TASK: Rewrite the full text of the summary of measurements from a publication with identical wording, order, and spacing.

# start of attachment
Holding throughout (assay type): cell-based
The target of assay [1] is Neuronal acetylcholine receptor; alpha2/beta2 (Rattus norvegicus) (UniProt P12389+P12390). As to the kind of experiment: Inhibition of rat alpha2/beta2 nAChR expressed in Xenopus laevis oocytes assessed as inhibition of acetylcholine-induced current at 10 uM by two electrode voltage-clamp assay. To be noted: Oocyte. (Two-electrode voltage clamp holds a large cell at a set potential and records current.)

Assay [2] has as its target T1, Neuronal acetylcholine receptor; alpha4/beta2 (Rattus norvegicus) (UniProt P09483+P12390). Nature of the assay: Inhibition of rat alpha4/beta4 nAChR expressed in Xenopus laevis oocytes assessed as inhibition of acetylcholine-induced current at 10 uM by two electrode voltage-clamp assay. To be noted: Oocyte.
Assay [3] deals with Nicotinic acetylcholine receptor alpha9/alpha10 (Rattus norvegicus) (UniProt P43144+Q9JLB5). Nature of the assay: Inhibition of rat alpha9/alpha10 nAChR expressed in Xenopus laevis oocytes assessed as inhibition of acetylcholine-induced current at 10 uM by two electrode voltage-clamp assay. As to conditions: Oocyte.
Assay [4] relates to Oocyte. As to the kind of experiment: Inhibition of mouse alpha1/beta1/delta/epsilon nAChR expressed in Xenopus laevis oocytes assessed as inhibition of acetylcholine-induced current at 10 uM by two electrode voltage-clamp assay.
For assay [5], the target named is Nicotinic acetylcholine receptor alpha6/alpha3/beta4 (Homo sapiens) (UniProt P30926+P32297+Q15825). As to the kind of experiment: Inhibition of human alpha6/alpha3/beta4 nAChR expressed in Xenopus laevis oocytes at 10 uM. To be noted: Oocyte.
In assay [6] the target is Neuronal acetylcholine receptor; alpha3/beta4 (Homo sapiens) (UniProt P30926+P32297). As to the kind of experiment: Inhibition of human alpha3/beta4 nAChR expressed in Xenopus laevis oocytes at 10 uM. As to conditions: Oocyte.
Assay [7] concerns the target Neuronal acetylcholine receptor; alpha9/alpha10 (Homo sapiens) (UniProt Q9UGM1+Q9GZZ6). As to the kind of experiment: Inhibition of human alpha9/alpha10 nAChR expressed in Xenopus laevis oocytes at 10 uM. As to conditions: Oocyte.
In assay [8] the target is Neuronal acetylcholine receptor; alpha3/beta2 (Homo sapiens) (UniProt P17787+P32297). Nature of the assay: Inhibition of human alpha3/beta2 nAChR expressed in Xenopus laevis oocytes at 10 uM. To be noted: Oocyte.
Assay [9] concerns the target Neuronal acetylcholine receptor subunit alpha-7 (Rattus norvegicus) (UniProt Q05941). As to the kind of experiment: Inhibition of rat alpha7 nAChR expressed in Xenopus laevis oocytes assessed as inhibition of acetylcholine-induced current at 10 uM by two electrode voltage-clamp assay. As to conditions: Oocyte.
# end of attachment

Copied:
Holding throughout (assay type): cell-based
The target of assay [1] is Neuronal acetylcholine receptor; alpha2/beta2 (Rattus norvegicus) (UniProt P12389+P12390). As to the kind of experiment: Inhibition of rat alpha2/beta2 nAChR expressed in Xenopus laevis oocytes assessed as inhibition of acetylcholine-induced current at 10 uM by two electrode voltage-clamp assay. To be noted: Oocyte. (Two-electrode voltage clamp holds a large cell at a set potential and records current.)

Assay [2] has as its target T1, Neuronal acetylcholine receptor; alpha4/beta2 (Rattus norvegicus) (UniProt P09483+P12390). Nature of the assay: Inhibition of rat alpha4/beta4 nAChR expressed in Xenopus laevis oocytes assessed as inhibition of acetylcholine-induced current at 10 uM by two electrode voltage-clamp assay. To be noted: Oocyte.
Assay [3] deals with Nicotinic acetylcholine receptor alpha9/alpha10 (Rattus norvegicus) (UniProt P43144+Q9JLB5). Nature of the assay: Inhibition of rat alpha9/alpha10 nAChR expressed in Xenopus laevis oocytes assessed as inhibition of acetylcholine-induced current at 10 uM by two electrode voltage-clamp assay. As to conditions: Oocyte.
Assay [4] relates to Oocyte. As to the kind of experiment: Inhibition of mouse alpha1/beta1/delta/epsilon nAChR expressed in Xenopus laevis oocytes assessed as inhibition of acetylcholine-induced current at 10 uM by two electrode voltage-clamp assay.
For assay [5], the target named is Nicotinic acetylcholine receptor alpha6/alpha3/beta4 (Homo sapiens) (UniProt P30926+P32297+Q15825). As to the kind of experiment: Inhibition of human alpha6/alpha3/beta4 nAChR expressed in Xenopus laevis oocytes at 10 uM. To be noted: Oocyte.
In assay [6] the target is Neuronal acetylcholine receptor; alpha3/beta4 (Homo sapiens) (UniProt P30926+P32297). As to the kind of experiment: Inhibition of human alpha3/beta4 nAChR expressed in Xenopus laevis oocytes at 10 uM. As to conditions: Oocyte.
Assay [7] concerns the target Neuronal acetylcholine receptor; alpha9/alpha10 (Homo sapiens) (UniProt Q9UGM1+Q9GZZ6). As to the kind of experiment: Inhibition of human alpha9/alpha10 nAChR expressed in Xenopus laevis oocytes at 10 uM. As to conditions: Oocyte.
In assay [8] the target is Neuronal acetylcholine receptor; alpha3/beta2 (Homo sapiens) (UniProt P17787+P32297). Nature of the assay: Inhibition of human alpha3/beta2 nAChR expressed in Xenopus laevis oocytes at 10 uM. To be noted: Oocyte.
Assay [9] concerns the target Neuronal acetylcholine receptor subunit alpha-7 (Rattus norvegicus) (UniProt Q05941). As to the kind of experiment: Inhibition of rat alpha7 nAChR expressed in Xenopus laevis oocytes assessed as inhibition of acetylcholine-induced current at 10 uM by two electrode voltage-clamp assay. As to conditions: Oocyte.